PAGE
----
Unfortunately, as the couple discovered, not everyone wants to follow the codes, and I think this is in part due to their long history. Codes are formally certified traditions. They are evidence of experience that leads to adaptive, productive, safe behavior. They cover many, many years of human experience, so they are messages from our forebears, a way of saying, “We screwed up. Don’t you screw up. Follow these rules and you’ll be alright.” Or as a friend of mine put it, “Tradition is so you don’t have to make 200 years of mistakes.” The trouble is that codes and other forms of tradition, in order to be concise, can’t always give the full reasons behind a given practice, so those reasons tend to slip into a different usage of the term code, in which information is hidden from those who lack understanding. The inheritors of a code have to revive the reasons for its existence constantly, or risk forgetting why it is there. Those electricians were so insulated, so to speak, from electrical disasters that they thought the rules were just some sort of paranoid bureaucratic imposition on sensible behavior. And there might be such rules, but that is not the way to bet. It is much more likely that every line of every construction code is written in blood.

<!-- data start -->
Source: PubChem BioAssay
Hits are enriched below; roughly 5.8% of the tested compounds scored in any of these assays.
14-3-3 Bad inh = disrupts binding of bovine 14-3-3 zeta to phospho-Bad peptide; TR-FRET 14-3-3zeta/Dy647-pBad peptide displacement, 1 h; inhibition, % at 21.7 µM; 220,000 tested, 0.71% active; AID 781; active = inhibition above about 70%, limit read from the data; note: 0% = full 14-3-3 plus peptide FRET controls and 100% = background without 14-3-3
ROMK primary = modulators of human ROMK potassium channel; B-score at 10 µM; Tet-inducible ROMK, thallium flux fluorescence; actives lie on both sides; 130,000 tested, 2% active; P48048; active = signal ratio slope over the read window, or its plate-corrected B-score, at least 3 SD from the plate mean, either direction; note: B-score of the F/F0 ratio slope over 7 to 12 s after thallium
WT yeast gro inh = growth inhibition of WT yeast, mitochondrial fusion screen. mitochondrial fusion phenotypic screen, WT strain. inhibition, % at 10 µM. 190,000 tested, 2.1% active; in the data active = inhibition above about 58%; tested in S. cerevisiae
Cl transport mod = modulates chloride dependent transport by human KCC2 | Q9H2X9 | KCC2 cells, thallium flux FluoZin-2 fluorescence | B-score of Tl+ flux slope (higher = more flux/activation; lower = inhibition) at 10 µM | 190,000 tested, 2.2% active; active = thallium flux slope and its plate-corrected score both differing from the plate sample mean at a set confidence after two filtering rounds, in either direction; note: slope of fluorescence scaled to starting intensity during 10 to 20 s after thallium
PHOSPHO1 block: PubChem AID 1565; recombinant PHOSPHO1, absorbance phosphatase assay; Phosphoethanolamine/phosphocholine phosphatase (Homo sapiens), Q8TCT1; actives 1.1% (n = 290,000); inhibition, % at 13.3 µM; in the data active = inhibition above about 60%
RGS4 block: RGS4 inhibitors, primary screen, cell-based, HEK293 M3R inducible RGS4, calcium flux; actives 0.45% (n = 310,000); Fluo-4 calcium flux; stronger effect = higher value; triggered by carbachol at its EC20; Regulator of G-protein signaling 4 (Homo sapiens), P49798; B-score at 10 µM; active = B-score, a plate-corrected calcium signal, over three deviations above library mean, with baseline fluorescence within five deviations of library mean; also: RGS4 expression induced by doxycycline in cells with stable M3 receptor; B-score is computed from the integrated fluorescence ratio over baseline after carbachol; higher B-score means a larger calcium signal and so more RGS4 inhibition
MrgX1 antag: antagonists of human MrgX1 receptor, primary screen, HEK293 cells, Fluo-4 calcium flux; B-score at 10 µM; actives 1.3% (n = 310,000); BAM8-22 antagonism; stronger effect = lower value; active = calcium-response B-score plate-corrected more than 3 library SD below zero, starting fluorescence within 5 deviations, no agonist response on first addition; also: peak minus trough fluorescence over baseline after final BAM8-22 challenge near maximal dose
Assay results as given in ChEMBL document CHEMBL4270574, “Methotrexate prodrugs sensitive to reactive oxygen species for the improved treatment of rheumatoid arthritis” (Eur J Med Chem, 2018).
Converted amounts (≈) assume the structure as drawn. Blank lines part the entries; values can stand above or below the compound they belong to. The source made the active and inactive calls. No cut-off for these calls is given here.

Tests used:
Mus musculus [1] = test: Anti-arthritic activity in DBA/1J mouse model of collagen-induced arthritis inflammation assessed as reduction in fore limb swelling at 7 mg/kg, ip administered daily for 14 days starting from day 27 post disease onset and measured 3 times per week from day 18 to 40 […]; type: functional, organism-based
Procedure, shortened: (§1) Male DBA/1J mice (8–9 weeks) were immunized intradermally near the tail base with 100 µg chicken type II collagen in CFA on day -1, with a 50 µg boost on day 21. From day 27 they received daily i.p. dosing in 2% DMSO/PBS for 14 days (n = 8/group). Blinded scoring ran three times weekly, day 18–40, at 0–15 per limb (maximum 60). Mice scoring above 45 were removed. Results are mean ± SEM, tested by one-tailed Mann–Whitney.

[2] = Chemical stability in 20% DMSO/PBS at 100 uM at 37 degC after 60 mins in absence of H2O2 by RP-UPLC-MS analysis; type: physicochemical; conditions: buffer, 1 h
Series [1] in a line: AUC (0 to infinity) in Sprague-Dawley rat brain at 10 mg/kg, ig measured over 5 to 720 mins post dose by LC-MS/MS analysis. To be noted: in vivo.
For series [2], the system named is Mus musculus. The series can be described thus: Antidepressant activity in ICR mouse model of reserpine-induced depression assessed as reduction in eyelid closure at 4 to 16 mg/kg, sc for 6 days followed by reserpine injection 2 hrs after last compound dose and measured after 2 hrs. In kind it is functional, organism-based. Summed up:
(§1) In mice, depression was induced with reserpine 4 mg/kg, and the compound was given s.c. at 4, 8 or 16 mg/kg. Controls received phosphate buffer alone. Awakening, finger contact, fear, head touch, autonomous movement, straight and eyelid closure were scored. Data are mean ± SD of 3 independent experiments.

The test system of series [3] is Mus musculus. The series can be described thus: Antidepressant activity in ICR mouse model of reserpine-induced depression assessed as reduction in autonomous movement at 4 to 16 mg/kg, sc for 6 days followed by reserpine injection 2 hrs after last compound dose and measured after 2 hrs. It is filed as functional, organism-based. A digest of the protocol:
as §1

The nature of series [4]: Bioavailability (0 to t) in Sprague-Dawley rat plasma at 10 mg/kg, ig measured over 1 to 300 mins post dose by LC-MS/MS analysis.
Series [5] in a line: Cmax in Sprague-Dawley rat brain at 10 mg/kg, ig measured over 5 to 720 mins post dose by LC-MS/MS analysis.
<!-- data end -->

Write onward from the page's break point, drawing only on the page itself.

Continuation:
This is a version of a tale from the same raconteur who, several many years ago, gave me the Parable of the Parrel. And I still can’t remember his name.

For more tales and puzzles (attributed and otherwise), scroll down in this department. You might also enjoy perusing our catalog, where all the goods are up to code.

 

 

 

 

 

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2 Comments

  1. Victor Raymond
    Victor Raymond

    Very interesting story and unfortunately far too common.

    When is was studying to get my pilots licenses it soon became apparent that each rule or regulation was preceded by loss of life. The way to stay alive in that world of high velocity in three dimensions was to follow the rules as if your life depended on it.

    I remember on adage, “there are old pilots and bold pilots but not old bold pilots.” I will confess to have violated the rules on occasions but never twice as to make a habit of it.

    February 9, 2018
    |Reply
  2. What many people either forget or loose track of is that many codes, rules, regulations and such were originally written in blood, people died for that rule. If you work in most industries long enough and look at rules you can many times figure out who died for that rule or in one case I knew the person that died for new standard operating procedures for maintaining equipment with stored energy.

    The Coast Guard has a very formal risk assessment procedure they go through before each mission to identify specific risks and the overall risk for a particular mission. That process came about after the Coast Guard lost too many people and equipment. I have talked with CG people that have had to do Next of Kin Notifications, (when a member died) and everyone made it their mission to never be required to do another NOK again.

    Those that do not pay attention are doomed to repeat the past accidents. Wish I had a dollar for every time someone made an error and when I pointed out the correct way to do something and they said to the effect “so that is why we should do things that way (to code or best practices)”

    The codes and standards are there for a reason.

    February 9, 2018
    |Reply